Assessing and monitoring genetic patterns for conservation purposes with special emphasis on Scandinavia
2010 (English)Doctoral thesis, comprehensive summary (Other academic)
Genetic variation is essential for biological evolution, for maintaining viability of populations, and to ensure ecosystem resilience. Increased human exploitation and environmental change result in rapid loss of biological variation, including genetic diversity. Measures to halt this trend require that biological diversity is assessed and monitored. Assessment of biodiversity includes identifying patterns of distribution of genetic variation within individual species.
This thesis focuses on spatial genetic structure and assessment of units for conservation in continuous environments without apparent migration barriers. Empirical data refer to Scandinavia and the model species are northern pike (Esox lucius), brown trout (Salmo trutta), and harbour porpoise (Phocoena phocoena). Questions regarding monitoring genetic diversity and releases of alien populations are also addressed.
The spatial genetic structure of the northern pike in the Baltic Sea is characterized by isolation by distance and continuous genetic change. Positive genetic correlation was found among pike within geographical distances of less than 150 km. This distance may be used to suggest management units in this area. For the brown trout, genetic monitoring identified two sympatric populations within a small mountain lake system. The situation is characterized by a clear genetic but no apparent phenotypic dichotomy. Scientific support for a genetically distinct Baltic harbour porpoise population is limited, and the spatial genetic structure of the harbour porpoise in Swedish waters needs to be clarified.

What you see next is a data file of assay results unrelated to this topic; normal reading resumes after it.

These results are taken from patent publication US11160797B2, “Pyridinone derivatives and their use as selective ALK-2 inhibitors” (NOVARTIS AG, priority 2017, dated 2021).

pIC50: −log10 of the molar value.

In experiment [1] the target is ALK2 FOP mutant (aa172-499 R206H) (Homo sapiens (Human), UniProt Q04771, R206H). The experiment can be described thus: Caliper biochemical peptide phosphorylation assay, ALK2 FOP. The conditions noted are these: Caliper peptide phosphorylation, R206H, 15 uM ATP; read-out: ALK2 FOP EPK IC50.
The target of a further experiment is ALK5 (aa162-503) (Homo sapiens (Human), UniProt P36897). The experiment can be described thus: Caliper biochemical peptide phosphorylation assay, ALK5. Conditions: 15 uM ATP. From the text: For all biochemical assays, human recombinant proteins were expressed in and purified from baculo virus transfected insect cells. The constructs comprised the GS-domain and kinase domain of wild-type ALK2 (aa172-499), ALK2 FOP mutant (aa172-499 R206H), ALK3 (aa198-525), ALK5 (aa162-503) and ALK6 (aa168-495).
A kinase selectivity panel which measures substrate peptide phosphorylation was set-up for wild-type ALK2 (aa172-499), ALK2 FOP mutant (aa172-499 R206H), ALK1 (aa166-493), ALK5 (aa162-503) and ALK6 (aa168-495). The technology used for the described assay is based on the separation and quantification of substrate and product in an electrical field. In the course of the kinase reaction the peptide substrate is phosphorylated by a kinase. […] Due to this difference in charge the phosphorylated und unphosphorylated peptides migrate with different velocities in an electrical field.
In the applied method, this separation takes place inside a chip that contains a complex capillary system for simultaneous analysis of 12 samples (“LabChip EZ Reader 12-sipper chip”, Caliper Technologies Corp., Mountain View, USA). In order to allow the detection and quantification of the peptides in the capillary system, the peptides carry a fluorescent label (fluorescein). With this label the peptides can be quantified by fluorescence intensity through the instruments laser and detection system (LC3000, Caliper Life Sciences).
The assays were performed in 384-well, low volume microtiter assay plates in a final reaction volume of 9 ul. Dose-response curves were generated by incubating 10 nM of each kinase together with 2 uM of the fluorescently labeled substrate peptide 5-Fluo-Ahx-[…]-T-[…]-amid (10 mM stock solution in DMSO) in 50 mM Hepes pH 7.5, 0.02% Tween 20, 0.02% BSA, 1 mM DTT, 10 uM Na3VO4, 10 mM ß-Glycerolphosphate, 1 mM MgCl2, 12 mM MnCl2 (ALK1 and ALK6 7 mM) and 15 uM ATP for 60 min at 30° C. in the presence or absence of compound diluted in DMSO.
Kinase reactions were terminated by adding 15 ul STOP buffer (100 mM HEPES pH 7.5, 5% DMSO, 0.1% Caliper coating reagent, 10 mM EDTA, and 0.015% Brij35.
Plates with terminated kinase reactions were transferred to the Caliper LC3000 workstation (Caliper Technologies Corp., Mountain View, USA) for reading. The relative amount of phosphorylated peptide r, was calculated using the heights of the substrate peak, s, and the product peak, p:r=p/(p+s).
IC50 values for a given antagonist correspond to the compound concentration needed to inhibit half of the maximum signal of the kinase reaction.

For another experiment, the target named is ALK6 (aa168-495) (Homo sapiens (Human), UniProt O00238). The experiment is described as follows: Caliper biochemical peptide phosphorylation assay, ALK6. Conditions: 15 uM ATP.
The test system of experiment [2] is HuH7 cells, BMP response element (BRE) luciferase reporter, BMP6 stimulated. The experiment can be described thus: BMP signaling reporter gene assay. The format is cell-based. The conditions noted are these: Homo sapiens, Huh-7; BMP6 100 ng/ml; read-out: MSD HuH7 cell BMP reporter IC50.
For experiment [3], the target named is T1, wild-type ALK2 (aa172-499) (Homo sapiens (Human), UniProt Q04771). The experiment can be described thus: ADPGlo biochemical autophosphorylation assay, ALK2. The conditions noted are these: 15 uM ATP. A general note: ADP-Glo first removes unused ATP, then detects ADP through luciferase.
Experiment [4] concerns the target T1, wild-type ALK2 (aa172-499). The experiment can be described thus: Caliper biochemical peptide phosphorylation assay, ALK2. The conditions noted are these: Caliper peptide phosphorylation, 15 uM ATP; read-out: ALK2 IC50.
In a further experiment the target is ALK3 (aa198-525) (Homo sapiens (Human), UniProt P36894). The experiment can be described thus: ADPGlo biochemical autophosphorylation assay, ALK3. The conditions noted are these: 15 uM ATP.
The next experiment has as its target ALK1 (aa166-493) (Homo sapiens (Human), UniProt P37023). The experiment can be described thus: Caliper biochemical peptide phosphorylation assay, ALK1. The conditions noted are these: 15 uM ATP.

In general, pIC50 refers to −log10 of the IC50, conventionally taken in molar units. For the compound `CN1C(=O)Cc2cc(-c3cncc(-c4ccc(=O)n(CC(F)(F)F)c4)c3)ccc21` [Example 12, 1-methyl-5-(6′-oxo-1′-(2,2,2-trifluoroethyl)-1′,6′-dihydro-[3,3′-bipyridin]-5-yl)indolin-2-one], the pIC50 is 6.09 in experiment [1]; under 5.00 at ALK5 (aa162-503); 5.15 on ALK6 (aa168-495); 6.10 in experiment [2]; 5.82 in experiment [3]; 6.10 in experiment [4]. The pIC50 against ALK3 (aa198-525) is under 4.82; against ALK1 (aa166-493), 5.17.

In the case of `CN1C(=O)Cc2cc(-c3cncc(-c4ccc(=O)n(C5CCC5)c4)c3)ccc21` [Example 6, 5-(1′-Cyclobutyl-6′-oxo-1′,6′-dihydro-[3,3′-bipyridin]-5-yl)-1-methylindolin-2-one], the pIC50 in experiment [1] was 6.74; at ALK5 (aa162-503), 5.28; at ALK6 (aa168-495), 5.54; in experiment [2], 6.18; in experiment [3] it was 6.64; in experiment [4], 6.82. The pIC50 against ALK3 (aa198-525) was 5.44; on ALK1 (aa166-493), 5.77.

Data for launching conservation genetic monitoring programs is available for only a few Swedish species. Millions of forest trees, fish, and birds are released annually in Sweden and the documentation on these releases is poor. To meet responsibilities of safeguarding biodiversity and surveying biological effects of releases, there is an urgent need for studies aimed at evaluating genetic diversity.
Place, publisher, year, edition, pages
Stockholm: Department of Zoology, Stockholm University , 2010. , 61 p.
biological diversity, conservation genetics, management unit, spatial genetic structure, sympatric populations, genetic monitoring, release of alien populations, northern pike, brown trout, harbour porpoise
Research subject Population Genetics
IdentifiersURN: urn:nbn:se:su:diva-42942ISBN: 978-91-7447-130-4OAI: oai:DiVA.org:su-42942DiVA: diva2:353156
2010-11-12, De Geer-salen, Geovetenskapens hus, Svante Arrhenius väg 14, Stockholm, 10:00 (English)
Naish, Kerry, Associate professor
Ryman, Nils, ProfessorLaikre, Linda, Docent
At the time of the doctoral defense, the following paper was unpublished and had a status as follows: Paper 2: Manuscript. 2010-10-212010-09-202010-10-15Bibliographically approved
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